Supporting students through personal tutor tutorials by Dr Paul Glaister, Dr Karen Ayres and Dr Calvin James Smith

With the news that the University’s personal tutorial system has been under review (Issue 2, T&L Reading), we thought it would be useful to highlight how we have been successfully combining pastoral and academic responsibilities of a personal tutor. In the Department of Mathematics and Statistics, for the last three years we have operated a system of weekly Part 1 ‘personal tutorials’: small-group academic tutorials which are led by the student’s personal tutor. We certainly do mean ‘small group’, because typically there are around six students in the group, i.e. just the tutor’s Part 1 tutees (compared with around 25 in our more traditional tutorials). The focus of the personal tutorials is a formative problem sheet for one of the core mathematics modules (e.g. Calculus Methods). The aims of these tutorials are many: to provide strong support for the school-university transition both in academic and pastoral terms, to develop a strong relationship early on between both parties, to provide better monitoring of progress and engagement by students, to provide support for their Part 1 modules (and one module in particular in place of a large group tutorial) and to enhance their transferable skills. This has proved very popular with students.

The tutorial is not designed to be tutor-led, but rather the students are encouraged to come to the board and work through one of the problems on the sheet, explaining their reasoning as they go. The intention is to start developing students’ skills in communicating mathematics right from the start, since this is a vital employability skill. Whilst one student works at the board, the other students, as well as the tutor, offer suggestions on what to try next for solving a problem, effectively creating a small learning community which meet each week. With a group of reasonably engaged students, the whole experience can be very rewarding for both personal tutors and tutees. Of course, the choice of module is very important to the success of this scheme. For the focus of the Autumn term tutorials we have deliberately chosen the module that is most similar to what the students have seen before: with material they feel comfortable with, they are more likely to be willing to come to the board and work through solutions, rather than just feel intimidated. By the Spring term we find that students have developed more confidence.  There is also the opportunity to make students aware of connections between material studied in different modules, and tutors also get a better idea early on as to which students are struggling, and can ensure that appropriate advice and support is provided. So all in all, it is a win-win situation all round.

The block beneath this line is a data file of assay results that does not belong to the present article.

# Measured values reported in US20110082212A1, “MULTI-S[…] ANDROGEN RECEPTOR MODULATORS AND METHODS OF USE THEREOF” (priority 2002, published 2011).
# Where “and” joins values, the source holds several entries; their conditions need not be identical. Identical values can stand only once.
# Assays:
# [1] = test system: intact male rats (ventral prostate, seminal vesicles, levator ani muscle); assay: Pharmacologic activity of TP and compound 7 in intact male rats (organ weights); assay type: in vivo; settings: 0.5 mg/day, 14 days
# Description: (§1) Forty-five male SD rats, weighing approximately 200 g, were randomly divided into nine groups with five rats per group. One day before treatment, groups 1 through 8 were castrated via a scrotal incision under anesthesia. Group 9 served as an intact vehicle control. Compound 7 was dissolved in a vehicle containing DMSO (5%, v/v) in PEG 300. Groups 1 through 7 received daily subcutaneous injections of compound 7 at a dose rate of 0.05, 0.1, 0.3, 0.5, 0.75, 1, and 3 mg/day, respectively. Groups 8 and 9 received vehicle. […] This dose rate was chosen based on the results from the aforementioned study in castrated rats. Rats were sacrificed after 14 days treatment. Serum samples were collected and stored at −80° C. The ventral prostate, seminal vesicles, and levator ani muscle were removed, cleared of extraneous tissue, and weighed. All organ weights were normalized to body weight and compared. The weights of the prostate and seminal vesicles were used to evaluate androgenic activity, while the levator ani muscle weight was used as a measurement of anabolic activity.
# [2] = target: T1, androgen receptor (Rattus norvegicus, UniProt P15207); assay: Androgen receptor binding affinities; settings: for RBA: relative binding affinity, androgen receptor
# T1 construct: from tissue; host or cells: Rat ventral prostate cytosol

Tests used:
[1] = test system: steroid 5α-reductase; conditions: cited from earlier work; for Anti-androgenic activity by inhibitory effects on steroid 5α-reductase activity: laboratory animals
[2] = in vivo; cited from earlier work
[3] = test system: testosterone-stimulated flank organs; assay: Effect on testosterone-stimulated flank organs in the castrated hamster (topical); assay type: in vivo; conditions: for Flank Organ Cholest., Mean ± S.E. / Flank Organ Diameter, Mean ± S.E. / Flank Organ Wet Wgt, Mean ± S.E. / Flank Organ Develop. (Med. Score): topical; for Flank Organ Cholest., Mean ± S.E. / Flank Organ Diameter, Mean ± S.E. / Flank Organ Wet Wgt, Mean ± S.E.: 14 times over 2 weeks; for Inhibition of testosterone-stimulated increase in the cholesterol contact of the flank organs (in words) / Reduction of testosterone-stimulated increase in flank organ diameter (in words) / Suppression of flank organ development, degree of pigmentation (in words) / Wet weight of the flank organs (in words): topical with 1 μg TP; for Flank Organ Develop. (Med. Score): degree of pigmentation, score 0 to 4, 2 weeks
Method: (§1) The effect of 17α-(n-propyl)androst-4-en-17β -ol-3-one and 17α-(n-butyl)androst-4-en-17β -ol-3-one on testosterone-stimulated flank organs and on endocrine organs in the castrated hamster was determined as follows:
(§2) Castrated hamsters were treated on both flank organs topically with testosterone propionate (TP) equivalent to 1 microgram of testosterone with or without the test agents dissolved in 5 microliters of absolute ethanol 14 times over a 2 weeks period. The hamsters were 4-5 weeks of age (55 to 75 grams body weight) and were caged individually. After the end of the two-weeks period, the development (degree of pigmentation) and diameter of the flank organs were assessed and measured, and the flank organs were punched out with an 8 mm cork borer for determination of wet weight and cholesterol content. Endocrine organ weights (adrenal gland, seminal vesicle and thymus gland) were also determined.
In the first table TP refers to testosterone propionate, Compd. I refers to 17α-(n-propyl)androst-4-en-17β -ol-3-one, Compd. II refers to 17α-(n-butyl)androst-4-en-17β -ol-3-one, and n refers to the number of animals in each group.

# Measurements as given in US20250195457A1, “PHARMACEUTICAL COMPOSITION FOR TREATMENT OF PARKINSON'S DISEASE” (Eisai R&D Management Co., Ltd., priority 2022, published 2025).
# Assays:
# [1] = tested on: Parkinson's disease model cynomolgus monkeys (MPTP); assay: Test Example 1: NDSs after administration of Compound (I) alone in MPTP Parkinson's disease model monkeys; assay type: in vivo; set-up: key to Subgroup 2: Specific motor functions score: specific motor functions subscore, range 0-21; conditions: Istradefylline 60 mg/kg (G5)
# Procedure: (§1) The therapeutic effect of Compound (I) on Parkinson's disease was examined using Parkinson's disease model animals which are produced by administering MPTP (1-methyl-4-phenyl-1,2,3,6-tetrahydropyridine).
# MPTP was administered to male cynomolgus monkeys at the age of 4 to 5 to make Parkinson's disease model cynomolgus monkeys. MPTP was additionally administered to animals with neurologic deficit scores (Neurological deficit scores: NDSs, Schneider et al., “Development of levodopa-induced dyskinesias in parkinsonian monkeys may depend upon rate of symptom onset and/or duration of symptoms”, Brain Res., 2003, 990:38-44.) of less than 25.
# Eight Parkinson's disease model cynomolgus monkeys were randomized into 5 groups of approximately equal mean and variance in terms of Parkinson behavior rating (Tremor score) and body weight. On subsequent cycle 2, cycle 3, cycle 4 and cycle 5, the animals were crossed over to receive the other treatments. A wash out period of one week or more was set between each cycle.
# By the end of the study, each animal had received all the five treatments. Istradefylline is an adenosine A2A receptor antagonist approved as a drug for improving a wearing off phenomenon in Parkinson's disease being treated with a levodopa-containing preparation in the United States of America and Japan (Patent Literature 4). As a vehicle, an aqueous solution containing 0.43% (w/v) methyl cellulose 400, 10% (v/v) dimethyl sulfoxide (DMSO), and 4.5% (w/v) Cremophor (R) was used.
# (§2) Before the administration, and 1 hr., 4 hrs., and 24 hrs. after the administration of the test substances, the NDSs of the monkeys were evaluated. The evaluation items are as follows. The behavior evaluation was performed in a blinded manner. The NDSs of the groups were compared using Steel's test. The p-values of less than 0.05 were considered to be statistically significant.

To count or not to count? – Time out for the Part One Debate…

Those of you who attended the University/RUSU debate on the motion that Part One should count towards students’ degree classifications (30th November 2011) will recall the persuasive arguments presented by both teams (see the Part One Debate summary for a reminder). Like me, you may have found your initial conviction in one side of the argument wavering slightly as proceedings developed.

As the debate came to a close we remained divided on the issue with a vote of 24 in favour of the motion and 31 against. 6 were still unsure. A larger audience may have resulted in a more definitive outcome, but given the relatively low attendance at the event (influenced by industrial action on the day) any evidence to support the University taking this issue further at this point in time is limited.

I’m not sure if we have heard the end of this debate though, as students experiencing the new fees regime begin to have their say. Suffice to say it is parked, for now.

Joy Collier